PP: Yeah, no. I thought it was bound to be like that.

SF: Design a broken system?

PP: It is though, a broken system. No, it’s fun, and that’s what got me interested– My girlfriend was more into the “oh we are gonna have honey!” or something, “we’re gonna do something fun”. But yeah, I was more like, there was this beekeeper training camp, boot-camp, an intro class and they were asking, “so, why do you want bees?” And some people were like, “well, honey” or, “colony collapse disorder” or “environmentalist concerns” and I was like, “I’m interested in complex systems.” (Laughs.) “I’m interested in emergent systems and superorganism.” No, it’s actually a very low maintenance hobby, unless you have a lot of them.


SF: So you were expecting to learn something from bees or something like that, in terms of systems?

PP: Yeah, I guess, there is a maybe an idea of bees being kind of a good, perfect, or clockwork system. They are like, “oh my God they are so smart, and they make like this perfectly hexagonal things”. And no, they are fucking stupid. (Laughs.)

SF: So they disappointed you?

PP: No no no! I mean, I guess, I guess, yeah. Maybe.

DM: That’s actually our last question.

PP: “Did bees disappoint you?” No, I think maybe they surprised me in a good way. Being in touch with how stupid mechanical robots they are, and how they make mistakes, in that– Not just mistakes from the human perspective, “oh no, I’m not gonna get honey”, but also like “you shouldn’t do this because you’re gonna die” or you know, as a colony you’re going to die. So I guess– Yes, they taught me to not rely on– to not have faith in self-governing systems. (Laughs.) Self-governing systems can also be dysfunctional. And we were talking about the ants, the spiral of death, right? That’s a beautiful example of how, self-governing feedback emergent system can also be like pretty fucking stupid. It’s almost if you see birds swarming around in a flock suddenly just like going to all smash against a building. It’s something like that, and sometimes bees do that, sometimes ants do that, probably birds do something like that as well.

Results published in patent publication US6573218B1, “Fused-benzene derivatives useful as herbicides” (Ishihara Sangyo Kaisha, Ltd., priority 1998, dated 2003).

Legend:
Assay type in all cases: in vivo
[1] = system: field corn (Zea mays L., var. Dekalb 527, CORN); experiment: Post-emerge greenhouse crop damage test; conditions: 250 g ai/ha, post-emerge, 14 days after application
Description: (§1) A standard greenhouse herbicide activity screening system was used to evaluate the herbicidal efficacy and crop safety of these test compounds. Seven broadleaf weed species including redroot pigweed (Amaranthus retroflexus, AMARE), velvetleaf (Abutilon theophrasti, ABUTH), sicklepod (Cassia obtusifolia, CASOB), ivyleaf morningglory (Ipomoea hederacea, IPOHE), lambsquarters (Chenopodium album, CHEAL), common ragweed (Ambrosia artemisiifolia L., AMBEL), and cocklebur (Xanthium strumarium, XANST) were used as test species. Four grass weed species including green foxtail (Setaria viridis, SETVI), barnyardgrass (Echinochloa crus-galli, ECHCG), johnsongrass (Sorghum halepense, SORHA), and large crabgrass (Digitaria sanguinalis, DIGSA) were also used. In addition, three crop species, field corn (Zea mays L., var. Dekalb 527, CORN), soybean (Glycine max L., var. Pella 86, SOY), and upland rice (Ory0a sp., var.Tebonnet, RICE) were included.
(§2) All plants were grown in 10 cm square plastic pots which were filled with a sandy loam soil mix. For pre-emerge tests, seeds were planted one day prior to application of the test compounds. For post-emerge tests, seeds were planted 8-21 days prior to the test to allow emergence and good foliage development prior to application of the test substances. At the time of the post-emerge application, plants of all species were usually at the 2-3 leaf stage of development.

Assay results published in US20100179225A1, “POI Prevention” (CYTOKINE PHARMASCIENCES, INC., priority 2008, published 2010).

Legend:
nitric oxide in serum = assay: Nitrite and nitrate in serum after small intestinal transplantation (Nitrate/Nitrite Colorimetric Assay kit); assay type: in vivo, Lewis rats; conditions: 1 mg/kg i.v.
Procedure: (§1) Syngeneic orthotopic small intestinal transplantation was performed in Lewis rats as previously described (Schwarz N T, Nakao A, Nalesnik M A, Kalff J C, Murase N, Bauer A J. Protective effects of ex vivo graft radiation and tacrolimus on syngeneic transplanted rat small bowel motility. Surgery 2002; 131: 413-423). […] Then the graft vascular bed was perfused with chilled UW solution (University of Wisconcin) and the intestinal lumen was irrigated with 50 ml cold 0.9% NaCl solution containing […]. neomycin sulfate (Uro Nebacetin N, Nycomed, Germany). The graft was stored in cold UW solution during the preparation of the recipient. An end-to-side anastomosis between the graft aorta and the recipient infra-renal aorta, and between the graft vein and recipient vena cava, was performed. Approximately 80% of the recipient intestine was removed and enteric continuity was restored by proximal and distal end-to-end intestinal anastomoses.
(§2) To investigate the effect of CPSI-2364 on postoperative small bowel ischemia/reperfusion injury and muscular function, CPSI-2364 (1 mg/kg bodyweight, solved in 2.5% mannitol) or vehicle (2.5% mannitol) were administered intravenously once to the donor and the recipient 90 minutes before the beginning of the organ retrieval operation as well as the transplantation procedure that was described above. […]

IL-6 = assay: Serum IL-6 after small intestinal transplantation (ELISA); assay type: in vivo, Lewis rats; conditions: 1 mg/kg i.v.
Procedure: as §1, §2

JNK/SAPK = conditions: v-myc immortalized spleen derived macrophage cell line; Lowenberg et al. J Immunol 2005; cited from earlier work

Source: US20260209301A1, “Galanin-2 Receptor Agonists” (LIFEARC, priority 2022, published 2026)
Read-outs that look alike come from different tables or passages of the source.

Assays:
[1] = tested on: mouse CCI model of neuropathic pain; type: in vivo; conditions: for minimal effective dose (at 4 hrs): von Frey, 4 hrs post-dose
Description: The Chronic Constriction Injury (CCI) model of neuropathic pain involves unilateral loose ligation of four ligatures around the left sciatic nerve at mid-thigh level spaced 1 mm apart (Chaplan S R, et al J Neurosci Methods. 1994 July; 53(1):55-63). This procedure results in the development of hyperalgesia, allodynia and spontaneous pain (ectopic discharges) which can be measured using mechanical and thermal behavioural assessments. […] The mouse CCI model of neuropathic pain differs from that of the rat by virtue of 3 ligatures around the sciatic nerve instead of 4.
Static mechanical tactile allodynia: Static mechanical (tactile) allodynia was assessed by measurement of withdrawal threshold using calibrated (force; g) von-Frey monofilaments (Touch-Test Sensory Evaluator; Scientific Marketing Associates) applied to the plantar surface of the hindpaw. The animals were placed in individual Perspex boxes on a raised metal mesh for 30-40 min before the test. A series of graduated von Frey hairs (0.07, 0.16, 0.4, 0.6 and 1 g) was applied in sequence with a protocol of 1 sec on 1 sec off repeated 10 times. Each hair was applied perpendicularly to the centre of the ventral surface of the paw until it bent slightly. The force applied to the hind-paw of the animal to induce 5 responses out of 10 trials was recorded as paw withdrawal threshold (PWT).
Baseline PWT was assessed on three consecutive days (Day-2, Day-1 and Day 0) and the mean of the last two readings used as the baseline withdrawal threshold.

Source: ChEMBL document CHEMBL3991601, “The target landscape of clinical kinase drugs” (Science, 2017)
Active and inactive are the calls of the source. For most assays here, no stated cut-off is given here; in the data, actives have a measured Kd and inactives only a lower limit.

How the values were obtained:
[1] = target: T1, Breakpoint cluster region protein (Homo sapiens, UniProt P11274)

Interview with Paolo Pedercini: part 1, part 2, part 3, and part 4.